What Does the Mowing of the Free Speech Lawn Mean for your First Amendment Rights?

UCF landscaping services faces a rough patch as they deal with a very serious line of questioning: is cutting our grass also cutting down on our free speech?

The Stallion’s political experts crunched the numbers. Every time the grass of the free speech lawn is mowed, UCF students grip on the first amendment is shortened by three thirds of an inch, or one inch metrically.

Political activists have since rallied outside of campus utility closets to protest the “freedwhackers”. The movement has united under the title Mow No More and accuses UCF of double dipping in reducing student rights.

“I can’t let myself stand idly by while our first amendment rights are being infringed upon,” activist John Carrey proclaimed. “Restricting freedom of speech on a free-speech lawn is like spitting in my soup after throwing it in my face.”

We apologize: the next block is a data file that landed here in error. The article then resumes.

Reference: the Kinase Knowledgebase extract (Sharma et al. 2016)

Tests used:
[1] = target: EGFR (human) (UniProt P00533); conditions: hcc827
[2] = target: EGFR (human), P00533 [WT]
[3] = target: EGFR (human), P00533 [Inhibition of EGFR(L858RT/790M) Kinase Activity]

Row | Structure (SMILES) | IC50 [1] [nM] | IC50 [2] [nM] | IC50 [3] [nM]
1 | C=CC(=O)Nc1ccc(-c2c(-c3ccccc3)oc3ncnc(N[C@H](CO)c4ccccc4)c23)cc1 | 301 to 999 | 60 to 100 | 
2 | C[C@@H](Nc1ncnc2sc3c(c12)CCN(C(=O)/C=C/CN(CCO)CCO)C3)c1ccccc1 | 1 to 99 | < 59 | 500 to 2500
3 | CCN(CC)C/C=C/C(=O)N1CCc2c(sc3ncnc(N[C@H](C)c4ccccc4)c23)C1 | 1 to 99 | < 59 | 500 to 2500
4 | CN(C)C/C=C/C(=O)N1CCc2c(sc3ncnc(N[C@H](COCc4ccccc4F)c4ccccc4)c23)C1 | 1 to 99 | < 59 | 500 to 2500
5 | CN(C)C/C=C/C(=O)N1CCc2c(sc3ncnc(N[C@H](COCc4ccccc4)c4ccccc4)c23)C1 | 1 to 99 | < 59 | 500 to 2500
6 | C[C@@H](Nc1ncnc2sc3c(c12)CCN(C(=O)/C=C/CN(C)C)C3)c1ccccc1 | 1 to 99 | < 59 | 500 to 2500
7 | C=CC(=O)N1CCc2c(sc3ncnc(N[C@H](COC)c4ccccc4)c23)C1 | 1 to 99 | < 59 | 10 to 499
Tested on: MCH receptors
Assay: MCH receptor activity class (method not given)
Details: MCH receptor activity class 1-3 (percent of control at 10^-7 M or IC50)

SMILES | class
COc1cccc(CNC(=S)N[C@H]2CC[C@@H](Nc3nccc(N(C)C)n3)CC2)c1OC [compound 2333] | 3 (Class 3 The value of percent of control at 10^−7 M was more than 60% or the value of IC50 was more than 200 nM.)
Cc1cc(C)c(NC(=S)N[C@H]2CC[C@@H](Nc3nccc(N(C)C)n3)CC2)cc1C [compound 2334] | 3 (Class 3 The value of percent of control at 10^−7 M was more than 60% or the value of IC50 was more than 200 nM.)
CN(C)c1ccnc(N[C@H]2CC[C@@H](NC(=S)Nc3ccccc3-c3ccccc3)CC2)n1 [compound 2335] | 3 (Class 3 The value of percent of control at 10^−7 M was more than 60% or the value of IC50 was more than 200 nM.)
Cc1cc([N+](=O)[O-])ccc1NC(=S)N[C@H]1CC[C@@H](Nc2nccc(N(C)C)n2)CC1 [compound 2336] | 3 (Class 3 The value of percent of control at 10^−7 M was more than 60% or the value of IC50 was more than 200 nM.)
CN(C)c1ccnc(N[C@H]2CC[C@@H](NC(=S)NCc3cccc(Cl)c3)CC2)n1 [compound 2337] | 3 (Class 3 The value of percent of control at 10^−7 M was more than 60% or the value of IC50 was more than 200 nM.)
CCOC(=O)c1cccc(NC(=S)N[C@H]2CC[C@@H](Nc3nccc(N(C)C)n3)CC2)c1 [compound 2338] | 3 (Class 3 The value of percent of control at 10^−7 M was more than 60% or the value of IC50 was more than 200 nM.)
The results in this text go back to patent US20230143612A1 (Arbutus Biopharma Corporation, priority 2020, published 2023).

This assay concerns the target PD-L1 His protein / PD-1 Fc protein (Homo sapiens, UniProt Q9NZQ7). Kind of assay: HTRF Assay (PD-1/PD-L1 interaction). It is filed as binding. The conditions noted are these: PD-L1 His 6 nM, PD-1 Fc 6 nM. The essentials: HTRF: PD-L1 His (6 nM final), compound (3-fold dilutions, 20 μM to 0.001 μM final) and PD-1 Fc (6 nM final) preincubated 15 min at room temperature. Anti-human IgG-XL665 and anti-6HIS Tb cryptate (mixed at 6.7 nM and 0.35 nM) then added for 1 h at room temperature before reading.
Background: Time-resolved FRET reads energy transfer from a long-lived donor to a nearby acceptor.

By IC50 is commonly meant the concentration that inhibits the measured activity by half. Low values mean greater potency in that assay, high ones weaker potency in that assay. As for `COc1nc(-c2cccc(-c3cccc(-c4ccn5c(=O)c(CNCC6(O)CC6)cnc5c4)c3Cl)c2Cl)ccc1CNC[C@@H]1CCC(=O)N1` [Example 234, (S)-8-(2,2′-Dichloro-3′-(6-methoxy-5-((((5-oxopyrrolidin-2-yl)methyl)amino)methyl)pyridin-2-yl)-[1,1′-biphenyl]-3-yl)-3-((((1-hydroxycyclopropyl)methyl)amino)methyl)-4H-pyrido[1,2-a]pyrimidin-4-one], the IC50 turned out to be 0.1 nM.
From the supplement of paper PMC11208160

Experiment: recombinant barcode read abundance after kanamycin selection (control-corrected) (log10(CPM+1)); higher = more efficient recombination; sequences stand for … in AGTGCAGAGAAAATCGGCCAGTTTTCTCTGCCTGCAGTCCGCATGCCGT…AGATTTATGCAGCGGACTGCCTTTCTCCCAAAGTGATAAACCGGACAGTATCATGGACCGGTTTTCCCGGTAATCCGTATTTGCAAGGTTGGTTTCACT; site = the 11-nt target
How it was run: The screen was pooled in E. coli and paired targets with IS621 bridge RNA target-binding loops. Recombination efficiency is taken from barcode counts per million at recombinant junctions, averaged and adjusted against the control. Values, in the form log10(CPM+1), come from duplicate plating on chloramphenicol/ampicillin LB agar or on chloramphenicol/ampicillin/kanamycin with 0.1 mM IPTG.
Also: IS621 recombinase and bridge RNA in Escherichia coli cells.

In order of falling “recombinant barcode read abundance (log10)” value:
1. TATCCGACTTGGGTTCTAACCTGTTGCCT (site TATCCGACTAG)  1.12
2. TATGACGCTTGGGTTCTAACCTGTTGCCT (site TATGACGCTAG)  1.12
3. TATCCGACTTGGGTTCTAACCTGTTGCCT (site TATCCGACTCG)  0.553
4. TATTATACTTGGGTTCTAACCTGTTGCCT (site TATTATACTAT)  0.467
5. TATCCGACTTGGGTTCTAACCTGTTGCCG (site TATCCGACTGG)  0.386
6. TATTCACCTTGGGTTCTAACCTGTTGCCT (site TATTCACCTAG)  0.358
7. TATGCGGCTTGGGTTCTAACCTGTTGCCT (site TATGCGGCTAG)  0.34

The Stallion questioned Freshmen President Dale Whittaker to find out which he valued more; “landscaping or freedom?”

“We have to cut the grass,” President Whittaker chuckled. “As a public university we have to ensure our students are given the opportunity to be told to burn in hell an adequate number of times per day. Reducing free speech is unconstitutional after all.”

Whether or not you believe President Whittaker doesn’t change the facts: the grass is being cut, we’ve lost an erections worth of free speech to lawn-mowers, and every single blade of grass cut is a microaggression against UCF students.

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